Aquino described the deal as a "framework agreement". The agreement would provide the guidelines for establishing a new autonomous region in the south. The agreement follows marathon talks in Malaysia which hosted the talks. Officials expect the agreement will be signed in a few days in Manila, the capital.
The agreement not only sets out the general principles governing major issues, but also the extent of the powers of the new autonomous region, sharing of revenues, and borders of the region. A final deal could be reached by 2016 if all goes well, officials claim. This would be at the end of Aquino' s six year term. Aquino
"This framework agreement paves the way for final and enduring peace in Mindanao. This means that the hands that once held rifles will be put to use tilling land, selling produce, manning work stations and opening doorways of opportunity."
Mindanao is the large island that makes up most of the southern part of the Philippines. The MILF separatists have been operating in part of the island where there is a Muslim majority. Aquino cautioned that much work remains to be done. Tentative deals have been reached before only to unravel. Aquino noted that there are still details that both sides must thrash out.
There have been 15 years of negotiation with the rebel Moro Islamic Liberation Front (MILF). The group is estimated to consist of 11,000 rebels. More than 120,000 people are estimated to have died in the region during the conflict with the rebels. There are more radical separatist movements as well, some of which are said to be associated with Al Qaeda.
The Abu Sayyaf
group operates in the Basilan and Zamboanga peninsula. They are regarded as terrorist organization by the U.S. and U.S. forces have aided the Philippine military in hunting down these militants.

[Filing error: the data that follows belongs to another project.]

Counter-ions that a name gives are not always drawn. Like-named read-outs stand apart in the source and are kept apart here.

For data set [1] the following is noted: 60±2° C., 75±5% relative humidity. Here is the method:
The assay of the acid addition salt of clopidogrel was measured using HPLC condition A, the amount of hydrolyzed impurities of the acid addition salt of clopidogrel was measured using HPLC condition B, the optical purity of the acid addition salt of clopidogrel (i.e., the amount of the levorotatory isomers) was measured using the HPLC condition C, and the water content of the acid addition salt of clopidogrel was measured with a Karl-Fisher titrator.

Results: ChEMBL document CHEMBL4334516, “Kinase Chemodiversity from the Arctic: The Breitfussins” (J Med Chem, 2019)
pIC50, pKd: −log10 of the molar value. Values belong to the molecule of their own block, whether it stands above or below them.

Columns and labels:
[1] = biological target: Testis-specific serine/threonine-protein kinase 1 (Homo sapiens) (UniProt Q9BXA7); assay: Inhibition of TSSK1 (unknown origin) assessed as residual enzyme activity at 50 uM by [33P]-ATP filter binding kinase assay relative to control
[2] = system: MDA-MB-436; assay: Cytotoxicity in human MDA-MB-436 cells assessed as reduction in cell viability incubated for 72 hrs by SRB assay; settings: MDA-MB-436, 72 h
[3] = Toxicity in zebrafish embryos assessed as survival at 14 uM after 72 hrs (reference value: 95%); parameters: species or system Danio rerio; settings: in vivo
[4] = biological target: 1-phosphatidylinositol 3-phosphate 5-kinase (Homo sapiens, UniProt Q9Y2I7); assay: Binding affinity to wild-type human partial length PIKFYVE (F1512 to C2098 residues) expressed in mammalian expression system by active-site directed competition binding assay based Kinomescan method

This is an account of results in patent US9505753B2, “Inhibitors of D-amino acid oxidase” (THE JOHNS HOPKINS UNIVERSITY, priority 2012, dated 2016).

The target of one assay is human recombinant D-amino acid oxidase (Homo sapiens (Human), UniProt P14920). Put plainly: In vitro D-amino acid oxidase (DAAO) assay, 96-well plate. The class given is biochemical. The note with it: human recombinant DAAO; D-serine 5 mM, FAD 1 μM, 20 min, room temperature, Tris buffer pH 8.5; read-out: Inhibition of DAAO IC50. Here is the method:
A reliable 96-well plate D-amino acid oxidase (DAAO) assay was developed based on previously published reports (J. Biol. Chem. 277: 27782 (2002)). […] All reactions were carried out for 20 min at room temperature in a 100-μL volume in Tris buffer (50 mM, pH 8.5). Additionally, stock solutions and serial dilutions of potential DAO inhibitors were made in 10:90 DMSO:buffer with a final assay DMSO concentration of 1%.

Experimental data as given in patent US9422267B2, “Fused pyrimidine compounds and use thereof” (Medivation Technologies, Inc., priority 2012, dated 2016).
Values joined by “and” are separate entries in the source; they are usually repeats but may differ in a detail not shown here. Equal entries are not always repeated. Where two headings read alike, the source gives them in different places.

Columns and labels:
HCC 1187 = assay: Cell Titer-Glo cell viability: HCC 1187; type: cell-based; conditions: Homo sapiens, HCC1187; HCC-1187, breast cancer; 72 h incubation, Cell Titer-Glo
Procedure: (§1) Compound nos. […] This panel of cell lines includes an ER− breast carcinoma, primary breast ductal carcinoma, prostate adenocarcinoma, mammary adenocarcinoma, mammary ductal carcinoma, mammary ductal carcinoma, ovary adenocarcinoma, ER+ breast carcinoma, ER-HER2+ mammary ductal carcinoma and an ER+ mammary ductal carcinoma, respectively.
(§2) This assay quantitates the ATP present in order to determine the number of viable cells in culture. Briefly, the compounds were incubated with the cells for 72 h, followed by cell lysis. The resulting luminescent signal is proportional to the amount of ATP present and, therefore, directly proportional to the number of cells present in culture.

The new autonomous area will be called the Bangsamoro. The region will replace the existing autonomous area that was created back in 1989. Aquino called the earlier region a failed experiment.
The agreement will establish a a 15 member "Transition Commission" that will flesh out the details of the deal and also draft a law that would create the new autonomous region. This should be done within approximately two years. The rebels will also gradually disarm their fighting units but a timetable for this has yet to be worked out.
The preliminary agreement will be posted on the Philippine government website so that the public can examine it. Plans are to sign it soon in Manila with President Aquino, Malaysia Prime Minister Najib Razik and Moro rebel leader Al Haj Ibrahim all being present.
Adviser to the talks, Teresita Deles, said that it had been a long journey, but that the preliminary agreement was an important milestone in the search for peace. She said the agreement provided a clear map towards an eventual political settlement.
The new region will be among the poorest areas in the Philippines. About 4 million people live in the area, which covers five provinces, with two cities, 113 towns, and thousands of villages. The rebels dropped their demands for a separate state and also renounced violence. There may still be some rebel groups that will continue armed struggle however, particularly the Abu Sayyaf group Another group broke off from the main MILF group last year and is opposed to talks.
Optimism is tempered by memory of past failures. In 2008 an agreement to be signed was scuttled when opponents took it to the Supreme Court which declared it unconstitutional. It remains to be seen if this new agreement will also fail, but for now there is guarded optimism that peace may be possible.
The Philippine government has also faced an insurrection by the New People's Army
(NPA) in numerous rural parts of the Philippines for over four decades. This Maoist group was formed in 1969 and is the armed wing of the Communist Party of the Philippines (CPP). The group is designated a foreign terrorist organization by the U.S. State Department. However, in 2011 the government of the Philippines delisted the NPA as a terrorist organization and resumed preliminary peace talks with the CPP.